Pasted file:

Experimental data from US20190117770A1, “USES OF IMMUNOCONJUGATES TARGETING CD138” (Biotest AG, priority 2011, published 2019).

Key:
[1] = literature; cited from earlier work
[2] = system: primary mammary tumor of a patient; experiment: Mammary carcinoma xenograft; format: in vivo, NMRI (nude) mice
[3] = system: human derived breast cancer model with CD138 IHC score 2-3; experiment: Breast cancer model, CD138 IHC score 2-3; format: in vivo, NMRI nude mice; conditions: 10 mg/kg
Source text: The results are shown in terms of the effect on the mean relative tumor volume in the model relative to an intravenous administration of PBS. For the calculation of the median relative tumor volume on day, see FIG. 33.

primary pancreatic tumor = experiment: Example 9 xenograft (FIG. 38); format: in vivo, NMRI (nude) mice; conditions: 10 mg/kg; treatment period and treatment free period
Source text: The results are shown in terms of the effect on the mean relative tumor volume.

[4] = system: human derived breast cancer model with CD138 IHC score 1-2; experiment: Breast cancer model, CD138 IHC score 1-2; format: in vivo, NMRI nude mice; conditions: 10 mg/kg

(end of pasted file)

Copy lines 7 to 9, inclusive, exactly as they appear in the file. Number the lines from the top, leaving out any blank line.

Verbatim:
primary pancreatic tumor = experiment: Example 9 xenograft (FIG. 38); format: in vivo, NMRI (nude) mice; conditions: 10 mg/kg; treatment period and treatment free period
Source text: The results are shown in terms of the effect on the mean relative tumor volume.

[4] = system: human derived breast cancer model with CD138 IHC score 1-2; experiment: Breast cancer model, CD138 IHC score 1-2; format: in vivo, NMRI nude mice; conditions: 10 mg/kg